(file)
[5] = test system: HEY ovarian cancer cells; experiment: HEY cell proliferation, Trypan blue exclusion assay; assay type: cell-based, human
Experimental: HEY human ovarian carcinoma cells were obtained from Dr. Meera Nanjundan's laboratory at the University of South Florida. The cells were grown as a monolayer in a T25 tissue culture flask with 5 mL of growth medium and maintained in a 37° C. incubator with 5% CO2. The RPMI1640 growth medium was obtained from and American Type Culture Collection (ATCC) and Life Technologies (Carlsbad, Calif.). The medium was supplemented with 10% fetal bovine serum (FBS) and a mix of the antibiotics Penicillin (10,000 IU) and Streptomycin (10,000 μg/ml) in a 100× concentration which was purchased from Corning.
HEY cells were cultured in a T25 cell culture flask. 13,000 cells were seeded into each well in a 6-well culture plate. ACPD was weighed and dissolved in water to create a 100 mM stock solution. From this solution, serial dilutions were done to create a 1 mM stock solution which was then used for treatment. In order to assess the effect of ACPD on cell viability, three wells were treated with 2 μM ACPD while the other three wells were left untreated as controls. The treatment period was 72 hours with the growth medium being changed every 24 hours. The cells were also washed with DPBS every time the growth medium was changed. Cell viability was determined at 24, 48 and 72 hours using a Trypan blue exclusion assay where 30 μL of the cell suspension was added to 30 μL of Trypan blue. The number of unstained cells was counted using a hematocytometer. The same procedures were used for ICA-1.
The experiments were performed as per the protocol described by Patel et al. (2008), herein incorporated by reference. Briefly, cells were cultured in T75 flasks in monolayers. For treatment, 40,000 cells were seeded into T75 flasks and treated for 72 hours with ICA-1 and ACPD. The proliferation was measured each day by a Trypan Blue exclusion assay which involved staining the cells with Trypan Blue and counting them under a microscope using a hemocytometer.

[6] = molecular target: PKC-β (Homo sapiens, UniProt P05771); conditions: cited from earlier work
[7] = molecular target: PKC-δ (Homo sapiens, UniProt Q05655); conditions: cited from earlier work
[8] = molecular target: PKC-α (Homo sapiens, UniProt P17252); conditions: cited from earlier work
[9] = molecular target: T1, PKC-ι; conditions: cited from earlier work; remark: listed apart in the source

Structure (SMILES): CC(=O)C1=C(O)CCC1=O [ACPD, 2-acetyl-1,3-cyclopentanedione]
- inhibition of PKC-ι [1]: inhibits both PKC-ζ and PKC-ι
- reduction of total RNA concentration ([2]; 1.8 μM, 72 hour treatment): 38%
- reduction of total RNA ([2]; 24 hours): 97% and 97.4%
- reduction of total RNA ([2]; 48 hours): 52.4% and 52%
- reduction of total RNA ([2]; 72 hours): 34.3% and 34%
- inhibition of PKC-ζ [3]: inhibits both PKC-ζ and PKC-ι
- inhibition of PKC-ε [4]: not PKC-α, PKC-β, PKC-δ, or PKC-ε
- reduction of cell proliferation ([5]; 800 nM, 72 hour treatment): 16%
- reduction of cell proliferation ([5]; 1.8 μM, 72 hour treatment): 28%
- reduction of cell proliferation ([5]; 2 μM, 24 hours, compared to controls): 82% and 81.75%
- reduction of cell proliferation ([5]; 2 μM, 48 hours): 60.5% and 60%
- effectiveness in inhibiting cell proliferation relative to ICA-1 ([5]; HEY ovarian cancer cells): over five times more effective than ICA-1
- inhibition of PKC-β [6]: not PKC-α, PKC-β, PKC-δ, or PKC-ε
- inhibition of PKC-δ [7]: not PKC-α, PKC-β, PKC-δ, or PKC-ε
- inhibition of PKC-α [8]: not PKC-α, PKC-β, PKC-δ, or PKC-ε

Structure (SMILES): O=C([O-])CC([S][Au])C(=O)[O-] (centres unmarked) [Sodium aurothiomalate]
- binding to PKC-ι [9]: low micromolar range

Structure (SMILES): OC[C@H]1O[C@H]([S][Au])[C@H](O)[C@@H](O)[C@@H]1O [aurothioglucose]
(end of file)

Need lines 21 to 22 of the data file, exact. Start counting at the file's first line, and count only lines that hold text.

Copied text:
- effectiveness in inhibiting cell proliferation relative to ICA-1 ([5]; HEY ovarian cancer cells): over five times more effective than ICA-1
- inhibition of PKC-β [6]: not PKC-α, PKC-β, PKC-δ, or PKC-ε